Maximizing Your Assets continued...
5. Bridge. Lie on your back with knees bent, feet on the floor and hip-width apart. Slowly peel your spine off the floor from the bottom, one vertebra at a time, tightening the glutes and hamstrings (backs of the thighs) until you've created a diagonal line from your shoulders to your knees. Return to the floor slowly, one vertebra at a time.
6. Side leg raises. Lying on your side at the rear edge of a mat, place your feet at the front edge of your mat, then lift your upper leg and turn it out it in the hip socket. Keeping your hips stacked and your torso as still as possible, lift and lower the leg, reaching out from the top of the thigh. Repeat on the other side.
It's important to remember that healthful eating habits are a large part of the equation for creating a better shape -- for your glutes and the rest of your body, Roget says.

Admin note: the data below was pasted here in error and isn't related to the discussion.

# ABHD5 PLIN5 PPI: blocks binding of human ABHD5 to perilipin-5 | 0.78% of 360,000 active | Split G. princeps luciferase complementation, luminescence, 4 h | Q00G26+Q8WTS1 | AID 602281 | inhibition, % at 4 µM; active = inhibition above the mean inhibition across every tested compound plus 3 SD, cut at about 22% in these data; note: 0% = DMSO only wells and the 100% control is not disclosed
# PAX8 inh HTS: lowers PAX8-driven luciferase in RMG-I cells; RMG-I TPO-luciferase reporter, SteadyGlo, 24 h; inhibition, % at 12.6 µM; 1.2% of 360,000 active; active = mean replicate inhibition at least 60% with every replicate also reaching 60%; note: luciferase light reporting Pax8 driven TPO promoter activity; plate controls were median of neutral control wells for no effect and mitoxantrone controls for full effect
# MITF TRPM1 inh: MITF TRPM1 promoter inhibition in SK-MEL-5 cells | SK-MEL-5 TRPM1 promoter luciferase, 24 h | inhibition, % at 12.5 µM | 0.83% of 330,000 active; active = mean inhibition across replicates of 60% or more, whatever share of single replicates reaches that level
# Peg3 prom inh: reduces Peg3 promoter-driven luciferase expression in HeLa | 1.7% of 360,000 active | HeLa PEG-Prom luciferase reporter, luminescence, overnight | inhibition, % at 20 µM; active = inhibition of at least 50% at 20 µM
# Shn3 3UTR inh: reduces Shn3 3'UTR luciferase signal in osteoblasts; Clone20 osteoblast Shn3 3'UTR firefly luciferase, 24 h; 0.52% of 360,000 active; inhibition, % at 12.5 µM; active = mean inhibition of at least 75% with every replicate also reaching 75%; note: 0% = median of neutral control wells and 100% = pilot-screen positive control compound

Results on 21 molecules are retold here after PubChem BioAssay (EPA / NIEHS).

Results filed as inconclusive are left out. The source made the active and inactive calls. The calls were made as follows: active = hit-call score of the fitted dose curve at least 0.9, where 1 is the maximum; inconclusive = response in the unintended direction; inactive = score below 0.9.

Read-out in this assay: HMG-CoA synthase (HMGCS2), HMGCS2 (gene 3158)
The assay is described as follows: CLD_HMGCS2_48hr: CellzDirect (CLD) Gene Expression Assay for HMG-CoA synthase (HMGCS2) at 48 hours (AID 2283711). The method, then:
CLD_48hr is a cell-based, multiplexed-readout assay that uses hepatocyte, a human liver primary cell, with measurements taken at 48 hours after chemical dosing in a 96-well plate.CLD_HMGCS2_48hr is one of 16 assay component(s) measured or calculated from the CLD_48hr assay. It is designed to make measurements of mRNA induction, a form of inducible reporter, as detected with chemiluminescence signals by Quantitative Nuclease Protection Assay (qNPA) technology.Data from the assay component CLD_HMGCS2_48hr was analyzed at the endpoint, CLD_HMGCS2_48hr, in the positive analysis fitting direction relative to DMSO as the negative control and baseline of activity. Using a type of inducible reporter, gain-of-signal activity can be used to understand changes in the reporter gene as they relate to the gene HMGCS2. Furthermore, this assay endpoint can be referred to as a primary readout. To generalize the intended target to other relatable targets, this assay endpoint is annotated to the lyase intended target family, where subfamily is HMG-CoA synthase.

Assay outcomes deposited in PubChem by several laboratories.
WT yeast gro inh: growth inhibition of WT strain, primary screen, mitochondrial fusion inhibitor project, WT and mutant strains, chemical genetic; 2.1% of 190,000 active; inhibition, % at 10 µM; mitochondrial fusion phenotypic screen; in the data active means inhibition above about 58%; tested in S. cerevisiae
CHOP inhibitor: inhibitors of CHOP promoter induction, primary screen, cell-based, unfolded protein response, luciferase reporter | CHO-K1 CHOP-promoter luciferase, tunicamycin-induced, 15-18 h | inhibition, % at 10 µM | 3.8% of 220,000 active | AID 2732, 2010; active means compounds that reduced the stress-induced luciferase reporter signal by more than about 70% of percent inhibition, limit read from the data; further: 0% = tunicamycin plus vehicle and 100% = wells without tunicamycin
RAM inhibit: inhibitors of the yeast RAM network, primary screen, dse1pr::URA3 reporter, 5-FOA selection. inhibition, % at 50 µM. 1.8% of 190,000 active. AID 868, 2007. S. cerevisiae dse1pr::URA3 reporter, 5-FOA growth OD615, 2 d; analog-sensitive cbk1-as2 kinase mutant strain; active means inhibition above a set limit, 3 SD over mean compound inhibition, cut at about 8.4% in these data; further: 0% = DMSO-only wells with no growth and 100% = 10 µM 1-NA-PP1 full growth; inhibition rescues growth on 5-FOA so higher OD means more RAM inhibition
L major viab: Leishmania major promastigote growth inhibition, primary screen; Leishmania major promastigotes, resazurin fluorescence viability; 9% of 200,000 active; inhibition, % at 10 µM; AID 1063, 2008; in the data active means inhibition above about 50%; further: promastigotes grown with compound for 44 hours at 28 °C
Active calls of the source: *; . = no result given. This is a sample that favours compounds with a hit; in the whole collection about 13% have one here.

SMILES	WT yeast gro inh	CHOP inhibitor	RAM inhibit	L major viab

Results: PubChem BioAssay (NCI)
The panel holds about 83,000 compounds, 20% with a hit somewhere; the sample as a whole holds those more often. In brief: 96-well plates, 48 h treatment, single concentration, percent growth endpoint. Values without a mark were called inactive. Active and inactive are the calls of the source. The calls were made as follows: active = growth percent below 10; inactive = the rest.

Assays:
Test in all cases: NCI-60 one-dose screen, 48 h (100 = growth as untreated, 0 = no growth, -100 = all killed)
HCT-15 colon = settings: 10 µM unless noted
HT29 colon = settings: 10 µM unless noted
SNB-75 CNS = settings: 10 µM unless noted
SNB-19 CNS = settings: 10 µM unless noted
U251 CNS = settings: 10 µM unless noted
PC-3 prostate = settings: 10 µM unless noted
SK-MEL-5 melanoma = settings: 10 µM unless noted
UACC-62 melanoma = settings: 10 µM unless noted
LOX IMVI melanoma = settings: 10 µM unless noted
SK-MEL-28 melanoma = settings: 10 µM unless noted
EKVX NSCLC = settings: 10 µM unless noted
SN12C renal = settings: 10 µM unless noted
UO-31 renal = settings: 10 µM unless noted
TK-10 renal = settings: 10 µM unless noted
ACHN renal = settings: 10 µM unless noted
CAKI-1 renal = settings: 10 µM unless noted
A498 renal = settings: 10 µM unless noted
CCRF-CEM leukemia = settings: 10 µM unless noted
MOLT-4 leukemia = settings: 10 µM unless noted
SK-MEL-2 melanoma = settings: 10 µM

"If the rear end is too big, it probably means too big all over," says Roget. "You can’t spot-reduce."
Speaking of big rear ends, many of us fear that building muscle in our behinds might actually make them look bigger. It's a question every trainer hears, says Sorace.
But women "don’t have enough testosterone to build that kind of bulk" most people fear, says Roget. "If your butt is getting bigger, maybe there’s extra [weight] on top of the muscles. Get rid of the weight and you’ll see the definition."
Genetics play a role here, too, says Sorace. If you feel you do have the potential to develop a bigger butt, do your strength exercises without any added weight, and focus more on aerobic exercises, Sorace says.
And what if you're hoping to maximize your gluteus maximus?
"The butt is just like any other muscle," says Sorace. "You have to overload the muscle to build it."
That means doing strength exercises with increased weight, additional repetitions, and shorter rest periods between exercises. Progressive resistance training, along with a high-quality diet, builds muscle mass, he says.